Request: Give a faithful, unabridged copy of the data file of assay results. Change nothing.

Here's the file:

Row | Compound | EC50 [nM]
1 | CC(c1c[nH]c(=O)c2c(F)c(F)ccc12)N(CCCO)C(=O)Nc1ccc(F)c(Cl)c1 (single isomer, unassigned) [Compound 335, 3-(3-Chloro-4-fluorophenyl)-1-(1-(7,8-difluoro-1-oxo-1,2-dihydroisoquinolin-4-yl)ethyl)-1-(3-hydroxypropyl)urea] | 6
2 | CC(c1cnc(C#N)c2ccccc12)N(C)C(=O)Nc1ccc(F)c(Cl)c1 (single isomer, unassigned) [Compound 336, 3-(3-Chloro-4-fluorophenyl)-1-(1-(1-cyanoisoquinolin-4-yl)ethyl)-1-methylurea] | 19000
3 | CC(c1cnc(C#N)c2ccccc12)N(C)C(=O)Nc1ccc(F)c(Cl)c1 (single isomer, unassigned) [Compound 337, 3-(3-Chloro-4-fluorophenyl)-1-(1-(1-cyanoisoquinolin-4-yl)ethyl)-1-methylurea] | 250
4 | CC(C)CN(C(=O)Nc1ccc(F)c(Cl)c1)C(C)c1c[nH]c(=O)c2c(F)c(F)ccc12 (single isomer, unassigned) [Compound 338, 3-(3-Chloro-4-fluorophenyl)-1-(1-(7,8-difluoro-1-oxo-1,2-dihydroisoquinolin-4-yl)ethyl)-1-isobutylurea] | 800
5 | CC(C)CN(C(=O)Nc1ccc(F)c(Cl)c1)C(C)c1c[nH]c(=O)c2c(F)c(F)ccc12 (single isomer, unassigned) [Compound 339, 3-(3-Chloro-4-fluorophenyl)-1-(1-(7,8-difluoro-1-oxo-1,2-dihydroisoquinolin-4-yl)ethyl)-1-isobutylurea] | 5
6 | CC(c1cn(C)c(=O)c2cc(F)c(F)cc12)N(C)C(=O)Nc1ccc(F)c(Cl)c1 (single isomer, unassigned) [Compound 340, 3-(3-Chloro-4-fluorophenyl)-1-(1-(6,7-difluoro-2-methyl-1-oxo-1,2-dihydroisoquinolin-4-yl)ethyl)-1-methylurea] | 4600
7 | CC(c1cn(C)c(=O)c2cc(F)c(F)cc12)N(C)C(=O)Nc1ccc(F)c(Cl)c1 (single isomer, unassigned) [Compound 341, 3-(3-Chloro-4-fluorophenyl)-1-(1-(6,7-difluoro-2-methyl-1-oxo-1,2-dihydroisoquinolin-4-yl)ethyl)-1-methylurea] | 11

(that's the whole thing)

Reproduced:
Row | Compound | EC50 [nM]
1 | CC(c1c[nH]c(=O)c2c(F)c(F)ccc12)N(CCCO)C(=O)Nc1ccc(F)c(Cl)c1 (single isomer, unassigned) [Compound 335, 3-(3-Chloro-4-fluorophenyl)-1-(1-(7,8-difluoro-1-oxo-1,2-dihydroisoquinolin-4-yl)ethyl)-1-(3-hydroxypropyl)urea] | 6
2 | CC(c1cnc(C#N)c2ccccc12)N(C)C(=O)Nc1ccc(F)c(Cl)c1 (single isomer, unassigned) [Compound 336, 3-(3-Chloro-4-fluorophenyl)-1-(1-(1-cyanoisoquinolin-4-yl)ethyl)-1-methylurea] | 19000
3 | CC(c1cnc(C#N)c2ccccc12)N(C)C(=O)Nc1ccc(F)c(Cl)c1 (single isomer, unassigned) [Compound 337, 3-(3-Chloro-4-fluorophenyl)-1-(1-(1-cyanoisoquinolin-4-yl)ethyl)-1-methylurea] | 250
4 | CC(C)CN(C(=O)Nc1ccc(F)c(Cl)c1)C(C)c1c[nH]c(=O)c2c(F)c(F)ccc12 (single isomer, unassigned) [Compound 338, 3-(3-Chloro-4-fluorophenyl)-1-(1-(7,8-difluoro-1-oxo-1,2-dihydroisoquinolin-4-yl)ethyl)-1-isobutylurea] | 800
5 | CC(C)CN(C(=O)Nc1ccc(F)c(Cl)c1)C(C)c1c[nH]c(=O)c2c(F)c(F)ccc12 (single isomer, unassigned) [Compound 339, 3-(3-Chloro-4-fluorophenyl)-1-(1-(7,8-difluoro-1-oxo-1,2-dihydroisoquinolin-4-yl)ethyl)-1-isobutylurea] | 5
6 | CC(c1cn(C)c(=O)c2cc(F)c(F)cc12)N(C)C(=O)Nc1ccc(F)c(Cl)c1 (single isomer, unassigned) [Compound 340, 3-(3-Chloro-4-fluorophenyl)-1-(1-(6,7-difluoro-2-methyl-1-oxo-1,2-dihydroisoquinolin-4-yl)ethyl)-1-methylurea] | 4600
7 | CC(c1cn(C)c(=O)c2cc(F)c(F)cc12)N(C)C(=O)Nc1ccc(F)c(Cl)c1 (single isomer, unassigned) [Compound 341, 3-(3-Chloro-4-fluorophenyl)-1-(1-(6,7-difluoro-2-methyl-1-oxo-1,2-dihydroisoquinolin-4-yl)ethyl)-1-methylurea] | 11